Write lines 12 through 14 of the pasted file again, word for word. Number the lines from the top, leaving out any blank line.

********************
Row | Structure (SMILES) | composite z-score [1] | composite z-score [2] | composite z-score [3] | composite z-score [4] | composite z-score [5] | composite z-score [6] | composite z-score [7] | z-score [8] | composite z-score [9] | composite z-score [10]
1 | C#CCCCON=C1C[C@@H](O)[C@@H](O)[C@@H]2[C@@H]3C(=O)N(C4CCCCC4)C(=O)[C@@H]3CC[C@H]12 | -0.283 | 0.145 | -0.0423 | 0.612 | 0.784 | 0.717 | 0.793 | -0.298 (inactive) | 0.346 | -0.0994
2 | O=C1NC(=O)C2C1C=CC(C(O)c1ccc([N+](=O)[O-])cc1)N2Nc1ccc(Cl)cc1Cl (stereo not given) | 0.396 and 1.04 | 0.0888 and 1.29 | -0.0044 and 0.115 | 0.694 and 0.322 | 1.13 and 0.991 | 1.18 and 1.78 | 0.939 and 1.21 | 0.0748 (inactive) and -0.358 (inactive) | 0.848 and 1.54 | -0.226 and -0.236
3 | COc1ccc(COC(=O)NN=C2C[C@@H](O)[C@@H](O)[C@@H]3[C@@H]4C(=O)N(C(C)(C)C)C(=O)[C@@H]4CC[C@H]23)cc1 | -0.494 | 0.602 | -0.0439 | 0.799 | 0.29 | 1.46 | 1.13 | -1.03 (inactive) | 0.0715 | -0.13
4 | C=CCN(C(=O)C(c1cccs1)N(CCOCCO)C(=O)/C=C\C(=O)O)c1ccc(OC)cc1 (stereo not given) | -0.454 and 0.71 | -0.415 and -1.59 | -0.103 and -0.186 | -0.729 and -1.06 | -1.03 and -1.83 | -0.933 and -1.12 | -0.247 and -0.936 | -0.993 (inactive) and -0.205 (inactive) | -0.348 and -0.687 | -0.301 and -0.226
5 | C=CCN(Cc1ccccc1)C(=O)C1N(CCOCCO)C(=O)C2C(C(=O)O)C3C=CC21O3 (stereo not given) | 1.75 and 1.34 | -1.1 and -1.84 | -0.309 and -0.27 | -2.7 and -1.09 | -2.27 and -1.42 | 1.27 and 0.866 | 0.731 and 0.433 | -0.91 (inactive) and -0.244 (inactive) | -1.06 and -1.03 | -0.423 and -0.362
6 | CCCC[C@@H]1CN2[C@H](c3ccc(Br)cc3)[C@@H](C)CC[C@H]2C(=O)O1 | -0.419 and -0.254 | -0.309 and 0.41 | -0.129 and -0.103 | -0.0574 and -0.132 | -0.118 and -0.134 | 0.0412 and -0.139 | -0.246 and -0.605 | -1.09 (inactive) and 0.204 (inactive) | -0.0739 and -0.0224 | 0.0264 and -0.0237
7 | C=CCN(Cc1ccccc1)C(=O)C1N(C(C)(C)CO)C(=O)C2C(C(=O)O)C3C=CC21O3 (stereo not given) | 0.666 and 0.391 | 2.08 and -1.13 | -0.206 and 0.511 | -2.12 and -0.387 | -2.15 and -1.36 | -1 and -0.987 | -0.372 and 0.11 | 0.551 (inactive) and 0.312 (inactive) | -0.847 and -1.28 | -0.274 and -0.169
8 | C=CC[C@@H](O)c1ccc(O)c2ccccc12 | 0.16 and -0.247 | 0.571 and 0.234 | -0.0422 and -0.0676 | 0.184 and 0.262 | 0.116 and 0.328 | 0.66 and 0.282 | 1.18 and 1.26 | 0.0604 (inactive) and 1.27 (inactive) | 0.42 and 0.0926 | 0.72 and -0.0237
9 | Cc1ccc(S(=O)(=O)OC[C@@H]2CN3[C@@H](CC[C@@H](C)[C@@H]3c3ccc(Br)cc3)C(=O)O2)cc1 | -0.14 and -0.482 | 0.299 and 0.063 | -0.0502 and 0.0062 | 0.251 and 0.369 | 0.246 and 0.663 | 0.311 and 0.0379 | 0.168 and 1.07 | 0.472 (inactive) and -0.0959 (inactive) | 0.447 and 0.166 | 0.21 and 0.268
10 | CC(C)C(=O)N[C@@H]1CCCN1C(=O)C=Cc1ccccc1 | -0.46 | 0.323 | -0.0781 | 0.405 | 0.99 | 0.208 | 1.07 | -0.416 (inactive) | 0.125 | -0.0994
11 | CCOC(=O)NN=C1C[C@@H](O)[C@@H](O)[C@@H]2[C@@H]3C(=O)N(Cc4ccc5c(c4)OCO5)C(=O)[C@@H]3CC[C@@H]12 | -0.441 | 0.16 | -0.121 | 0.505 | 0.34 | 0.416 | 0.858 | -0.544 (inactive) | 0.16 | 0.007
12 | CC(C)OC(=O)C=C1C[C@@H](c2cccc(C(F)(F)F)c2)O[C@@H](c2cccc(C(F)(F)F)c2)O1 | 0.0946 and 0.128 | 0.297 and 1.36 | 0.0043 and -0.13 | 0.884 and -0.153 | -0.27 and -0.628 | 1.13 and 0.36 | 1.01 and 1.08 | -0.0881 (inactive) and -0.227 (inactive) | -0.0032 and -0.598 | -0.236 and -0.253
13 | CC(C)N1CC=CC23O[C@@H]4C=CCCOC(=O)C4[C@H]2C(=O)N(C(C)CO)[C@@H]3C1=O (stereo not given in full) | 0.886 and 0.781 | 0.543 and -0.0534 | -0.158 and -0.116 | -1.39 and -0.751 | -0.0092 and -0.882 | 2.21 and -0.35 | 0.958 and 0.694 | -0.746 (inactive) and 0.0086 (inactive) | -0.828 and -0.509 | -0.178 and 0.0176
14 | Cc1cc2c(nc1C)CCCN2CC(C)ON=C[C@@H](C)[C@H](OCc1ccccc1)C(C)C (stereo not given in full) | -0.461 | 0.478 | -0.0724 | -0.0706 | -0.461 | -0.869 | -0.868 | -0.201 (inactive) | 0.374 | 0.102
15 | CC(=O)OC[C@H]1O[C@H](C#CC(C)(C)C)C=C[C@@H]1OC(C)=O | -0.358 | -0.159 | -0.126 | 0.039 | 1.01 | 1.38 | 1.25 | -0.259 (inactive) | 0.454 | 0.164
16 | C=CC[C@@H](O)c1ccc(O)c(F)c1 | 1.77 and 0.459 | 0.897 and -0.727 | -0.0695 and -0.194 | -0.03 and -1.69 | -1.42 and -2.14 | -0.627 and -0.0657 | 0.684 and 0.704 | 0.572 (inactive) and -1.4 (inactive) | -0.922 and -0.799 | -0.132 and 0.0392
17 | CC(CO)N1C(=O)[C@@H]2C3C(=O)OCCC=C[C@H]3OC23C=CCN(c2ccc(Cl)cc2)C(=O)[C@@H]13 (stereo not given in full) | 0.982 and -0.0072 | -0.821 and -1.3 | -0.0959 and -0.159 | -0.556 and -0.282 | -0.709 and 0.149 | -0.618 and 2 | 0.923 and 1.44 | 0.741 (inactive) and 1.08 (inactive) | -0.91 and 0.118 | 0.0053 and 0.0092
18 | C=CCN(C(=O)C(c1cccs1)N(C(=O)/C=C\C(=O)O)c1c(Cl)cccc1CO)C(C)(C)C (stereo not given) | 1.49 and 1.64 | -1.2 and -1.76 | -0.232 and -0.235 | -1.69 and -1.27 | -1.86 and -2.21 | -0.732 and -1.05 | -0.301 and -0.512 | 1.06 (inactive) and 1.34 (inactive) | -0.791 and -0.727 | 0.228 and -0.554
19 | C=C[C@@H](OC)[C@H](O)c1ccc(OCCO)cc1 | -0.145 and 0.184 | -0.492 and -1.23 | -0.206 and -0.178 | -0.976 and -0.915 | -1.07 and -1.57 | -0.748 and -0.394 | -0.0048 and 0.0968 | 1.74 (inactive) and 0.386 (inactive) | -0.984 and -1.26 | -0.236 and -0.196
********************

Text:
11 | CCOC(=O)NN=C1C[C@@H](O)[C@@H](O)[C@@H]2[C@@H]3C(=O)N(Cc4ccc5c(c4)OCO5)C(=O)[C@@H]3CC[C@@H]12 | -0.441 | 0.16 | -0.121 | 0.505 | 0.34 | 0.416 | 0.858 | -0.544 (inactive) | 0.16 | 0.007
12 | CC(C)OC(=O)C=C1C[C@@H](c2cccc(C(F)(F)F)c2)O[C@@H](c2cccc(C(F)(F)F)c2)O1 | 0.0946 and 0.128 | 0.297 and 1.36 | 0.0043 and -0.13 | 0.884 and -0.153 | -0.27 and -0.628 | 1.13 and 0.36 | 1.01 and 1.08 | -0.0881 (inactive) and -0.227 (inactive) | -0.0032 and -0.598 | -0.236 and -0.253
13 | CC(C)N1CC=CC23O[C@@H]4C=CCCOC(=O)C4[C@H]2C(=O)N(C(C)CO)[C@@H]3C1=O (stereo not given in full) | 0.886 and 0.781 | 0.543 and -0.0534 | -0.158 and -0.116 | -1.39 and -0.751 | -0.0092 and -0.882 | 2.21 and -0.35 | 0.958 and 0.694 | -0.746 (inactive) and 0.0086 (inactive) | -0.828 and -0.509 | -0.178 and 0.0176